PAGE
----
Tons of Tips on Buenos Aires

In The Art of Travel Spring 2017, 14. Tips, Buenos Aires by Alexandra G

Yes. I would absolutely recommend studying in Buenos Aires. It’s definitely not for everyone, but by the end of my second semester here I can honestly say that I’ve loved my time here.

While I can think of many tips to give to students prior to coming to Buenos Aires, a lot of them would be good tips for any study abroad site. For example:

  1. Pack layers. The weather is unpredictable, dress like an onion.
  2. Bring all your over the counter medications with you. I like to be over-prepared always, but going to the pharmacy may be difficult if your Spanish is not that great.
  3. Bring side bags with zippers! There is a lot of petty theft.
  4. Don’t bring all the technology you own, if it’s not absolutely necessary then don’t way yourself down.
  5. The more on top of your school work you are, the more time you have to experience and enjoy the city.

However, these tips alone would be a huge injustice to the students coming to Buenos Aires as there are things that are way more specific and unique to only Buenos Aires. Therefore, I took to the NYU Buenos Aires Spring 2017 Facebook page for some help!!! Here is some more advice from my fellow compañeros/as!

Tip from I.N.: No, the weather is not tropical so bring clothes for every season. There is sushi but its lleno de cream cheese. The term “allergy” is understood as a dislike, not a health risk. Napping and relaxing before your night out is a must given that it won’t start until at least midnight. Dadá wine is the wine to buy at the “chinos” and if you pay more than 90 pesos for it, its too much. Mm, bring spices!!

—>You need a real jacket and real shoes and even a scarf!!!! First semester I only had a denim jacket and nearly froze. I suggest investing in a Uniqlo puffer jacket because they’re small to fit under whatever you’re wearing and easy to pack, but keep you super warm. Dress for every season because within one semester I’ve found myself in the city, on the beach, and on a glacier. Sushi is popular here as Peruvian/Japanese fusion is delicious. Lleno means filled or stuffed. Sushi and cream cheese is weird to me, but others may like it! I am deathly allergic to nuts and while I have been very adamant and overdramatic about it with waiters and they’ve guaranteed me that the dish has no nuts, I’ve inevitably had to go to the emergency room because there were definitely nuts. BRING YOUR EPI-PEN WITH YOU ALWAYS!!! Night life in Buenos Aires does not begin until midnight at the minimum. You have NO reason to go to a night club before 2:30 AM, so definitely take a nap before you leave. DADA is really good, cheap Malbec. The chino is the corner-grocery store usually run by Asian families (Argentines are kind of racist). Argentines do not know what spices are. They over salt everything and think that black pepper is “spicy.” Bring your favorite spices with you.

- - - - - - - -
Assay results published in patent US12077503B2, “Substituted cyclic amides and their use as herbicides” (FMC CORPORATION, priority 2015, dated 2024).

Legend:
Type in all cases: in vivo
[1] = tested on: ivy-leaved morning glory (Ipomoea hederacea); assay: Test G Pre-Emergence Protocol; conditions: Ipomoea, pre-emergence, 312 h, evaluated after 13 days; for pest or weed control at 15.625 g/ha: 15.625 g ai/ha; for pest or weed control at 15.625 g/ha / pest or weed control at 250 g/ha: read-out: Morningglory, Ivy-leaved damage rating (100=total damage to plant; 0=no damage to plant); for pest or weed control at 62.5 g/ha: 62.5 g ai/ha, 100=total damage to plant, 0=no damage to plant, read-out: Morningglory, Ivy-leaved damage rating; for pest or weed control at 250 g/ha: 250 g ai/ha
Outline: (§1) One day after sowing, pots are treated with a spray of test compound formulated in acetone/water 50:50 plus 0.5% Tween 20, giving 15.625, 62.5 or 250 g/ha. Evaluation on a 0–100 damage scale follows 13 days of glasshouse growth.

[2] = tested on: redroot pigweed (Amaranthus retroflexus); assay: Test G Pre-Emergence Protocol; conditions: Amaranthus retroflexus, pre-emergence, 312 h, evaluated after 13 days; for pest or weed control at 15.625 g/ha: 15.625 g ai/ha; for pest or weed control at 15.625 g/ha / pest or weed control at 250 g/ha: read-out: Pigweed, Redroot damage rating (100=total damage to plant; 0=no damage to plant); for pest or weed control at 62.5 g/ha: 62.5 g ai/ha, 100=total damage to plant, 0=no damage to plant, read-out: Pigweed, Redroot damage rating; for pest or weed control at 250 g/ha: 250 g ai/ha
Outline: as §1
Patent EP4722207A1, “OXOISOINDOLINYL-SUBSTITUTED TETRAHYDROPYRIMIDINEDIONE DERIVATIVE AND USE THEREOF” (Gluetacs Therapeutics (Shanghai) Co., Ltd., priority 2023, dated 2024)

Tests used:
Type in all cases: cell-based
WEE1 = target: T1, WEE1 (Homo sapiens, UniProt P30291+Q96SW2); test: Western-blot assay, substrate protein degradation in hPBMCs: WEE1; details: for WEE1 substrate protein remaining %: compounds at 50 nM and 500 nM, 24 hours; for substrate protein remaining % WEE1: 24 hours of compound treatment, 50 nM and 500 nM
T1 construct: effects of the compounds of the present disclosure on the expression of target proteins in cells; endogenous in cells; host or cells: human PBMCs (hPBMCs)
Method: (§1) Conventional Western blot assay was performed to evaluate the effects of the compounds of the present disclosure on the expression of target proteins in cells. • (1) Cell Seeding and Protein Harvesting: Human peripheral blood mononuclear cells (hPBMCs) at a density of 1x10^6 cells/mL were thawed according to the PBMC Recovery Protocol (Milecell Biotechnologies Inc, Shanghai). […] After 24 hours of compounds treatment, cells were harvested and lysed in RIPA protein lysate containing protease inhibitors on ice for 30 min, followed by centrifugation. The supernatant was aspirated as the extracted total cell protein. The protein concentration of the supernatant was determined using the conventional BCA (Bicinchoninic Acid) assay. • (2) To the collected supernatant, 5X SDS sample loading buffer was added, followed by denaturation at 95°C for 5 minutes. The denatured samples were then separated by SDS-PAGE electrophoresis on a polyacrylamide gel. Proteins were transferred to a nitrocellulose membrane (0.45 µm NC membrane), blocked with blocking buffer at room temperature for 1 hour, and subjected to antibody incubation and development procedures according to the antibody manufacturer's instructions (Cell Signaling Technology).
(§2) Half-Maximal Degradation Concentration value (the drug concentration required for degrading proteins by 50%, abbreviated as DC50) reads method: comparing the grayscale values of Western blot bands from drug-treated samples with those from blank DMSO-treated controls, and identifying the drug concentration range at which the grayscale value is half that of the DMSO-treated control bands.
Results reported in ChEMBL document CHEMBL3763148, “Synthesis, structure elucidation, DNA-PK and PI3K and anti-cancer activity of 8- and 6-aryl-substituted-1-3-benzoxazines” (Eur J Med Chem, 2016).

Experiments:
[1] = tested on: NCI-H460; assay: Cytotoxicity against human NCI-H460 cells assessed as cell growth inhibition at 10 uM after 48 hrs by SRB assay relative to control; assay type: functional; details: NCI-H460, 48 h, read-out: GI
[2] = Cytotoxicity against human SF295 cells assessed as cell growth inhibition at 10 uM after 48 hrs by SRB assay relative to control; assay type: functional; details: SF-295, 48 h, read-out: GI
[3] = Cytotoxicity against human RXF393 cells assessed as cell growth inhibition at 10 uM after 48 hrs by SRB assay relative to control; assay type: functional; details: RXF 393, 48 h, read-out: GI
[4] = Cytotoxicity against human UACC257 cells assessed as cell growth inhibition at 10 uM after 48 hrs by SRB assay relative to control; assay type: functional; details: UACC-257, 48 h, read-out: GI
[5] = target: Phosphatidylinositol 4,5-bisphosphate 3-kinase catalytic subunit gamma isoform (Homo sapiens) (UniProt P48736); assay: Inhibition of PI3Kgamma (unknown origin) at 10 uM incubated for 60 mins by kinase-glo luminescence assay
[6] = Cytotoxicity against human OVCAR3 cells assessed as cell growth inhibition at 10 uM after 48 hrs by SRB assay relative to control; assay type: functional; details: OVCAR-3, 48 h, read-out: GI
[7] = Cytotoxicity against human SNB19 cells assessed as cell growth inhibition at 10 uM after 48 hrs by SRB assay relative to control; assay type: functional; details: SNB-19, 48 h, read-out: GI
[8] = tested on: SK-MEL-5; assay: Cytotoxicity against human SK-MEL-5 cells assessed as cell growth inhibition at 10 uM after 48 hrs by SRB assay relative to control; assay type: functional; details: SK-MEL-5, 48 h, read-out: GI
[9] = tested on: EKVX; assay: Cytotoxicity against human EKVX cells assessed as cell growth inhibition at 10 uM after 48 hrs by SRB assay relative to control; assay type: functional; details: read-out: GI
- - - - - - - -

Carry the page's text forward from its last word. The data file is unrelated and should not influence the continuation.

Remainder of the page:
Tip from J.T.: You don’t have do to things every single weekend!! Sometimes it’s OK to take days to yourself for your mental health. 

—>Study abroad is sometimes over whelming. Students are constantly out and about, whether it’s traveling or going out to meet people within our program or friends. After a while it is exhausting and sometimes FOMO kills. Take some time to yourself and most importantly, take care of yourself.